Drugs vs Internal Sovereignty
HOW DID COLOMBIA MANAGE TO SOLVE THE INTERNAL SOVEREIGNTY PROBLEM OF GUERRILLA GROUPS?
Drugs vs Internal Sovereignty
Thesis statement-this essay will explain the specific actions that the Colombian government took in order to regain internal sovereignty challenged by
Colombia has always been well known for its drug-related issues, especially during the mid-1970s, where Colombia’s rural poverty reached 67 per cent of the population and the gap between the economic classes was so large that it was almost unmanageable to prosper, leading many of the individuals that formed part of the working class to migrate to rural areas in the south of Colombia to grow plantations of coca.
This then lead to the increase of illegal drug trafficking and the rise of multiple drug cartels such as the notorious Medellin cartel which had an extreme negative impact in Colombia’s internal sovereignty due to the involvement of Pablo Escobar in Congress, resulting in multiple homicides such as the murder of Rodrigo Lara Bonilla which was the Minister of Justice in 1984.
Escobar infiltrated the consciences of the military, police, politicians, prosecutors, journalists and several businessmen, consequently pushing Colombia into a wave of chaos and violence. Therefore, this rises the following question; to what extent did drug trafficking, Pablo Escobar, the Medellin and Cali cartels, and other drug related issues challenge Colombia’s internal sovereignty?
To answer such a complex question, first it must be unpacked into different sections. Firstly, we must see what is internal sovereignty to see what exactly is being challenged by the drug trafficking in Colombia. Internal sovereignty refers to the ability the state has to fulfil its purposes, such as the dictation of its own law, the creation of order and social peace, and the extent to which the state is unified and politically organised; to have effective control within its borders.
Now, with the rise of the drug cartels, the creation of order and social peace was undoubtedly defied, due to the increase in homicides and other manifestations of violence which destabilised the country.
The following graph acquired from illustrates the rise in homicides from the mid-70s to 2005, which has a clear relation with the escalation of drug trafficking which occurred during that same period.
This increase of violence the caused much insecurity within that territory, which then put in question the ability the government had to guarantee the safety of its citizens and maintain order. In addition, this led to widespread fear that surrounded anyone who thought of opposing to the Narcos’ will, specifically Escobar’s, who had shown after murdering the minister of Justice in 1984 that there were no limits to his reach.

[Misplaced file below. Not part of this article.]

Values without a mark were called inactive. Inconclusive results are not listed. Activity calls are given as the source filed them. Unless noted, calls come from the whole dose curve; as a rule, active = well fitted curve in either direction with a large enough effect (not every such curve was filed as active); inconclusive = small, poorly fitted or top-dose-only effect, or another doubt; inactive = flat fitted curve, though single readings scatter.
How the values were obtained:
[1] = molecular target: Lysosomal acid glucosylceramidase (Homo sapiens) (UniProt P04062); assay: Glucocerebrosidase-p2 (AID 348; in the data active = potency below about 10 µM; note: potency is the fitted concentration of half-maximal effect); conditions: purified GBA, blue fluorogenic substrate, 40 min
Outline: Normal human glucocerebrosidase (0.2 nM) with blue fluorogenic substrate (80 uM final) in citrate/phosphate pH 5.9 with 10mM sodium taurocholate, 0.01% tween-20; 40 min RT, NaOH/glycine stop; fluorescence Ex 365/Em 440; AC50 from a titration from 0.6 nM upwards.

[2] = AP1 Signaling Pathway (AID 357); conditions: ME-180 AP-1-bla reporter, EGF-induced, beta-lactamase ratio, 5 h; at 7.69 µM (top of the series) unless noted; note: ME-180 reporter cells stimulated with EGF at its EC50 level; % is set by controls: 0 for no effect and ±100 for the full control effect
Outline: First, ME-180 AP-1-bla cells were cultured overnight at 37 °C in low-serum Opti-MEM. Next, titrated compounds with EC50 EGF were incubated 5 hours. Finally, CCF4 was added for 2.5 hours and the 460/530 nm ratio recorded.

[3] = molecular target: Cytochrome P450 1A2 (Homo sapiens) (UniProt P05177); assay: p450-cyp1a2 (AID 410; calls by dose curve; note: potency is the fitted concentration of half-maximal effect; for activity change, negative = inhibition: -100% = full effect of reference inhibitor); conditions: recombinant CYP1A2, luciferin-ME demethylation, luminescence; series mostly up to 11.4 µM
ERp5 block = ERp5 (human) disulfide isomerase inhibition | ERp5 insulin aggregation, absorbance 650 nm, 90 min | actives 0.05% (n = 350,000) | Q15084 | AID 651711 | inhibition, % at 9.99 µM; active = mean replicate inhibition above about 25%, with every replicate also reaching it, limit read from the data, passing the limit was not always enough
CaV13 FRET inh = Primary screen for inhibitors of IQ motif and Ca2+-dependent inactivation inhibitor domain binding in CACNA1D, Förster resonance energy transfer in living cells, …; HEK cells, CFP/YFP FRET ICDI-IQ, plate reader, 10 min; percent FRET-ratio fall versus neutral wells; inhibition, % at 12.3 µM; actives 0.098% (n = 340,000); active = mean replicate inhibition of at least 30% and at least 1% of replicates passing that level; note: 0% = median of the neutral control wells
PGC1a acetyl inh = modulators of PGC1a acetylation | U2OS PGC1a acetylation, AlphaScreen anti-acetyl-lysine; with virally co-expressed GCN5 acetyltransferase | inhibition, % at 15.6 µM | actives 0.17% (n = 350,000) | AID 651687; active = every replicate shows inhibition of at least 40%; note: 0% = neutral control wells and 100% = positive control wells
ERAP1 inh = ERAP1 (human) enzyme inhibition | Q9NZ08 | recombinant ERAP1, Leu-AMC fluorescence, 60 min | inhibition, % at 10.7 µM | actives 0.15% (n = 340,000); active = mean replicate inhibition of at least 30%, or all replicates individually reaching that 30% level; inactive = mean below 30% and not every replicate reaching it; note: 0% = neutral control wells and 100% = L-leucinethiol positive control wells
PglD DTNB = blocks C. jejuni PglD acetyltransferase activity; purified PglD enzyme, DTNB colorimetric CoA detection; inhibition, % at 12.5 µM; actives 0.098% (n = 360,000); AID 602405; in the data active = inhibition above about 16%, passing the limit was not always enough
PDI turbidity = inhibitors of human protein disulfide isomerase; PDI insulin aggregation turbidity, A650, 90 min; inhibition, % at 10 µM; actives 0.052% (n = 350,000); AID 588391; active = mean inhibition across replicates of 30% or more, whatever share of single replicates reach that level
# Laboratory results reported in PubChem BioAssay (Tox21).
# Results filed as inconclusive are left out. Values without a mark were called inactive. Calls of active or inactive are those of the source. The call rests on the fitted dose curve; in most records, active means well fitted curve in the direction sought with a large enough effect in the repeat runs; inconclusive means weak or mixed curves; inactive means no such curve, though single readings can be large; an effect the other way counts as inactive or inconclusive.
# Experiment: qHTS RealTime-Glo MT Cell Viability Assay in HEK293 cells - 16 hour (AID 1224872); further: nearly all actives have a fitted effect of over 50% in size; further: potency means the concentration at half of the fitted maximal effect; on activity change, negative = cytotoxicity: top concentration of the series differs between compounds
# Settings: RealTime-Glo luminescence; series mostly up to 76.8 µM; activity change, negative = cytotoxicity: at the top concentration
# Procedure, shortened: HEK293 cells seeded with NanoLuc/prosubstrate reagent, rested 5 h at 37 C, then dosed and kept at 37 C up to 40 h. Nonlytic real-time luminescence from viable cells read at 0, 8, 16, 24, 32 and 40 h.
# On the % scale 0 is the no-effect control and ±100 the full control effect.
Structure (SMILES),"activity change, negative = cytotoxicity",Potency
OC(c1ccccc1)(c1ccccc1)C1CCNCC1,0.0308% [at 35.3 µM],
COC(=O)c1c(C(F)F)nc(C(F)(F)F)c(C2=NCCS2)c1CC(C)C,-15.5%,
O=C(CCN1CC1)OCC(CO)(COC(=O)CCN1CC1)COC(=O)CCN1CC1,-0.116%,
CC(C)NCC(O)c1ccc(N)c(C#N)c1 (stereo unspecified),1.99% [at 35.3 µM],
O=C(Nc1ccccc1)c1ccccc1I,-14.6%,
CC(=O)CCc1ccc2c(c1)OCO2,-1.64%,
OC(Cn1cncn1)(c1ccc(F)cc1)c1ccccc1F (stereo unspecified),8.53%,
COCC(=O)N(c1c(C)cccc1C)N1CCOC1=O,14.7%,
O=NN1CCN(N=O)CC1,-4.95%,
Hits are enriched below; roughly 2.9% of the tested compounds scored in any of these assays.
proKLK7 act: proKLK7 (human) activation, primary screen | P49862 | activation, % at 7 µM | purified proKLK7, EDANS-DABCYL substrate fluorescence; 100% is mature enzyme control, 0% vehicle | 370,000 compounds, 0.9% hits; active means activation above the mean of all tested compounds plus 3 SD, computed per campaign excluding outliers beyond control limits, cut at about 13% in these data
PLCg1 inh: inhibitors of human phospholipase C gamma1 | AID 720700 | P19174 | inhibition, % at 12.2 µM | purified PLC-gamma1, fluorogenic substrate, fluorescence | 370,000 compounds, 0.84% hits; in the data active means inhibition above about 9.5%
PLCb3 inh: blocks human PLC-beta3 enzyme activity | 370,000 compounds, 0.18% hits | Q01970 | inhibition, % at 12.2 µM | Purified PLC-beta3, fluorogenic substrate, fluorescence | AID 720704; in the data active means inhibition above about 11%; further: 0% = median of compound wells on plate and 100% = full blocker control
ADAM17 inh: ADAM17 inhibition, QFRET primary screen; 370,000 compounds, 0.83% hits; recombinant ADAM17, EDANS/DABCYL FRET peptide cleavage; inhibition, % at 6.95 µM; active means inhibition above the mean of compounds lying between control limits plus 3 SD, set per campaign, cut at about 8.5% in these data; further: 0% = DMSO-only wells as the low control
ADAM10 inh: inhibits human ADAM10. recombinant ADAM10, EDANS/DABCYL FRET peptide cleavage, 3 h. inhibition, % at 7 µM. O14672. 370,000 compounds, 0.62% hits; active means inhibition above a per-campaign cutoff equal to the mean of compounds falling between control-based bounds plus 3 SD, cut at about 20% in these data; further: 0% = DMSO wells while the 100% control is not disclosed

This was followed by other prominent drug traffickers that become so influential that they could even get themselves nominated to local or state offices. Subsequently, a long period of political and civil corruption followed, which roots were deep down in its own government, and led to the intervention of the US, which subsequently was the main importer of Colombian cocaine, as it could not stop it getting through its boarders.
In addition, Colombia was going through other internal struggles of its own, such as the conflict between the liberals and the conservatives which followed through since the creation of the constitution in 1886 which gave birth to the Republic of Colombia. This fight between liberals and conservatives generated the “guerrillas”, which is where the battles between armed groups formed by conservatives or liberalists.
The “guerrillas” were additionally fuelled by the drug trafficking cartels, since unlike the state army which does have founding from the taxes collected from its citizens, the guerrilla groups that continuously commit illegal activities in Colombian territory do not acquire any sort of legal founding, thus have to recur to multiple kidnappings, and ultimately to drug trafficking to finance their illegal crimes.
This mainly took place after the downfall of the Medellin and Cali cartel, since afterwards the drug market fell in the hands of groups such as FARC, which then shifted their principles to revolve more around a drug dominated ideology, which fuelled their additional communist ideals
The decision of the guerrilla groups made to get involved in the production of cocaine did not only help finance their operations, but also it was a political strategy in order to earn much political support. Although at first groups such as FARC were opposed to the cocaine production since they considered it as “the fruits of capitalist degeneration”, they later concluded that their involvement with the drug market would target much of the underprivileged crop farmers which had collaborated with previous drug cartels.
This led to a huge increase in their popular support, but it also allowed the government to prosecute the guerrilla groups with further purpose, and label such groups as “narco-guerrillas” which allowed the intervention of the US in the conflict with narco-trafficking by providing financial aid.
In accordance with all of the above, it is clear that drug trafficking has generated immense problems for the country, which have been maintained over time, effects derived from drug trafficking that have affected both economically, socially and politically Colombia, generating institutional instability and an environment that promotes a reduction of the legitimacy of the leaders, hence it is an enormous challenge towards the government’s efforts to maintain internal sovereignty. Additionally, it fuels and serves as income for the guerrilla problems that happen within the country.
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